The ruling reversed a decision of a district judge, who allowed court review of “notes, memoranda, records, reports” or any other communication with counselors at HOPE Coalition, a Red Wing organization that works with domestic violence and sexual assault victims.
Leading the charge in the case were Rana Alexander, executive director at Standpoint, which provides legal advocacy for domestic violence and sexual assault victims, and Katie Barrett Wiik, a partner at Saul Ewing LLP, who worked on the case pro bono.
A 1982 law passed by the Minnesota Legislature protected the communication between sexual assault counselors and victims unless the victim consents. However, courts have ruled in favor of defendants through the years who subpoena records from sexual assault counseling organizations, allowing the court to review the records privately and determine whether information in the records should be allowed in trial.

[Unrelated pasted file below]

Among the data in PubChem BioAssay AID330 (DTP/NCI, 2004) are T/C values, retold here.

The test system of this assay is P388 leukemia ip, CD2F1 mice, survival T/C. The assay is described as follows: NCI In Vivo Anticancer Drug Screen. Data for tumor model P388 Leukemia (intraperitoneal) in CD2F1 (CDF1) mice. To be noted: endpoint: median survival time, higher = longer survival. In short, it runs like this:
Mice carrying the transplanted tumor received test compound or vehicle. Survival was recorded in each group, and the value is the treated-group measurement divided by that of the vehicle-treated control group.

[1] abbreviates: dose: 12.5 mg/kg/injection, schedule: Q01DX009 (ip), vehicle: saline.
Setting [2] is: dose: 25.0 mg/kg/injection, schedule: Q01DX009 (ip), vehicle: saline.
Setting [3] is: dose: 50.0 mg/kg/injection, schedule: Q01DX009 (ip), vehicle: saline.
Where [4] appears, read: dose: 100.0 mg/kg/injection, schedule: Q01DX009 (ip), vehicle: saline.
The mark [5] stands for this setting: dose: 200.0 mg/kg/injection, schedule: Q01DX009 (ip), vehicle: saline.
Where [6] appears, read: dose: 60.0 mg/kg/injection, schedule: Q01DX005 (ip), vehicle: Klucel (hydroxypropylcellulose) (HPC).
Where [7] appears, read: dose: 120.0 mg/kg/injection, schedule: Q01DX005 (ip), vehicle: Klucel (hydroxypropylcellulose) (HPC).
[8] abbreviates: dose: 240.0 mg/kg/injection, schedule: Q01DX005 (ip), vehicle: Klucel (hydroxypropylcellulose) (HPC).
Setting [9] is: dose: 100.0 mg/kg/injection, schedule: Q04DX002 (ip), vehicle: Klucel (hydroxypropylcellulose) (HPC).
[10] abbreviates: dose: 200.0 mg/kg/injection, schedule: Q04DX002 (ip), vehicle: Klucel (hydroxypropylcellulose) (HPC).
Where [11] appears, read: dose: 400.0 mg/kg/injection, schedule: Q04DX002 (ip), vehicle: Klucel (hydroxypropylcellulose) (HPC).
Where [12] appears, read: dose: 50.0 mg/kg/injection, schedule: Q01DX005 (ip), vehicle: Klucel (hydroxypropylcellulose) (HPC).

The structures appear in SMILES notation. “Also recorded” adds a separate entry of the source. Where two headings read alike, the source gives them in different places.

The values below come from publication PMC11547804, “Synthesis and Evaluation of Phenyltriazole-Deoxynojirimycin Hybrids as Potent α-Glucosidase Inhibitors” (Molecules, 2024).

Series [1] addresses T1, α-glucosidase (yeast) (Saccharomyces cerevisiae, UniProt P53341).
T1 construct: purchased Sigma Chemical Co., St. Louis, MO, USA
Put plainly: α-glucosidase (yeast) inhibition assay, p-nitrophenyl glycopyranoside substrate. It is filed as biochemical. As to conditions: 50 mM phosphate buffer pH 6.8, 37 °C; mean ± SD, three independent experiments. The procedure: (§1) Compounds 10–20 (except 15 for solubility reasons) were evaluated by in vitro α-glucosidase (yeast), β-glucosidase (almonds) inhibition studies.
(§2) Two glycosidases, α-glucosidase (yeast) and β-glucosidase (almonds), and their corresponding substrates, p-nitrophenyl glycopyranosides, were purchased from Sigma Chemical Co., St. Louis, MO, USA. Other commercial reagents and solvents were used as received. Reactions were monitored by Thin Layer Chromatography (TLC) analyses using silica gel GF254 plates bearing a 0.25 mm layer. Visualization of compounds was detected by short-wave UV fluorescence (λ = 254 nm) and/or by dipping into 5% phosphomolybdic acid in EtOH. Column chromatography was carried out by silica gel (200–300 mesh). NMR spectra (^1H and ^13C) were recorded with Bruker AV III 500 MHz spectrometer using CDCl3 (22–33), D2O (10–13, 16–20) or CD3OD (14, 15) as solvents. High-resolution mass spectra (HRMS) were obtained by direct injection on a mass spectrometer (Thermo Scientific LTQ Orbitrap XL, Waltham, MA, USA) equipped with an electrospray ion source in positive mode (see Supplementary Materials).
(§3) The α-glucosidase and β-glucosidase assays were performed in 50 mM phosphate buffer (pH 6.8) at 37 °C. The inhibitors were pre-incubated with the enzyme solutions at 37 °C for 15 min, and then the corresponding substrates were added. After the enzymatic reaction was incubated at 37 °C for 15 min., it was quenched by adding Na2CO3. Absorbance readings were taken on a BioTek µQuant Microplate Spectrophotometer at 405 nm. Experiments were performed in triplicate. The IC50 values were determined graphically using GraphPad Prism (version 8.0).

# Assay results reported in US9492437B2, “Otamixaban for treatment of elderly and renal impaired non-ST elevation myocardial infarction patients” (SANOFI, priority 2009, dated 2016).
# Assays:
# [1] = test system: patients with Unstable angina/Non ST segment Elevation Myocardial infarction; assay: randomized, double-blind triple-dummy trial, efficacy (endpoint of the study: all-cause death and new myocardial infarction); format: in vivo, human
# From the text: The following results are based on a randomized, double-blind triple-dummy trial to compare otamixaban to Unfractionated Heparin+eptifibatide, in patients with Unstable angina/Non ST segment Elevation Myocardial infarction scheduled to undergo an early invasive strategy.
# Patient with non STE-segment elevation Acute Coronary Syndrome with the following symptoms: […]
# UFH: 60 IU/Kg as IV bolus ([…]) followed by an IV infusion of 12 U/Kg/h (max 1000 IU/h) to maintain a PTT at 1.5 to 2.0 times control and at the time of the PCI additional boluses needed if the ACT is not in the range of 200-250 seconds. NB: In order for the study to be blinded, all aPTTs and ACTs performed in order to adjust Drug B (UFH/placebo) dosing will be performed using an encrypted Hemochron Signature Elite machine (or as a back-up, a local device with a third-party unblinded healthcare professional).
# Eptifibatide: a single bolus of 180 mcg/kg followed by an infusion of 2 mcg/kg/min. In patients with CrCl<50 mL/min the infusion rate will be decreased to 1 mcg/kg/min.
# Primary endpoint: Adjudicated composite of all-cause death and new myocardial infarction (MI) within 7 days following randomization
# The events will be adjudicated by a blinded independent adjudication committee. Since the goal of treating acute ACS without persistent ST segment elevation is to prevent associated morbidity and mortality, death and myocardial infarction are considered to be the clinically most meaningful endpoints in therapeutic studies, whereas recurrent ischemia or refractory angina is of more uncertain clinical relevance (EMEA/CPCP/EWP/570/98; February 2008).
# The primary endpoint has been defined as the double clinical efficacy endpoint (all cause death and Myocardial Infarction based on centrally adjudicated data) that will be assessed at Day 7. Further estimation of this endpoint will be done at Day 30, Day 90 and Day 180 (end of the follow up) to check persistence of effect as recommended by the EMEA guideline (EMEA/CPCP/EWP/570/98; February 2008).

In reversing the lower court’s decision in the HOPE Coalition case, Supreme Court Associate Justice Natalie Hudson stated the law “creates a privilege for sexual assault counselors that cannot be pierced in a criminal proceeding without the victim’s consent.”
“It’s very frustrating for crime victims to be told by society they should seek therapy if they need to, and then to find out that records from their therapy can end up in a criminal case just because they were a crime victim,” Alexander said. “The victims I talk to say it feels unfair, and they question why they reported. I’m excited that this case can be taken to continue to protect even broader categories of records for crime victims.”
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